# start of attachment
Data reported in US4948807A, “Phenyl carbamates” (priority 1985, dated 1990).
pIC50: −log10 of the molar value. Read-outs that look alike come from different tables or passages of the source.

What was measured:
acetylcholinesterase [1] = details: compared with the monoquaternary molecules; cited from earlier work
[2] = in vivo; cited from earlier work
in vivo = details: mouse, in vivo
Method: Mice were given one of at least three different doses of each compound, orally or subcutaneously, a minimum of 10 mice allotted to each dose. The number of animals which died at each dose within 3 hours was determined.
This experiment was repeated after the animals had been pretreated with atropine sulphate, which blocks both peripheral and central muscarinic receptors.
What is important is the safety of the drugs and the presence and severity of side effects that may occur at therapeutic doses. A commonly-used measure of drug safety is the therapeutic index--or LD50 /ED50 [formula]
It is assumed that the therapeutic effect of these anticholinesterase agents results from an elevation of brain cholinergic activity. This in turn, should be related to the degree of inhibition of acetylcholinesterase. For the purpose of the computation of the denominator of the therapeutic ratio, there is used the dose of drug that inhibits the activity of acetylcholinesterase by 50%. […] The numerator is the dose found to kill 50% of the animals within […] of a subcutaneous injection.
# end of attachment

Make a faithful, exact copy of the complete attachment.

Data reported in US4948807A, “Phenyl carbamates” (priority 1985, dated 1990).
pIC50: −log10 of the molar value. Read-outs that look alike come from different tables or passages of the source.

What was measured:
acetylcholinesterase [1] = details: compared with the monoquaternary molecules; cited from earlier work
[2] = in vivo; cited from earlier work
in vivo = details: mouse, in vivo
Method: Mice were given one of at least three different doses of each compound, orally or subcutaneously, a minimum of 10 mice allotted to each dose. The number of animals which died at each dose within 3 hours was determined.
This experiment was repeated after the animals had been pretreated with atropine sulphate, which blocks both peripheral and central muscarinic receptors.
What is important is the safety of the drugs and the presence and severity of side effects that may occur at therapeutic doses. A commonly-used measure of drug safety is the therapeutic index--or LD50 /ED50 [formula]
It is assumed that the therapeutic effect of these anticholinesterase agents results from an elevation of brain cholinergic activity. This in turn, should be related to the degree of inhibition of acetylcholinesterase. For the purpose of the computation of the denominator of the therapeutic ratio, there is used the dose of drug that inhibits the activity of acetylcholinesterase by 50%. […] The numerator is the dose found to kill 50% of the animals within […] of a subcutaneous injection.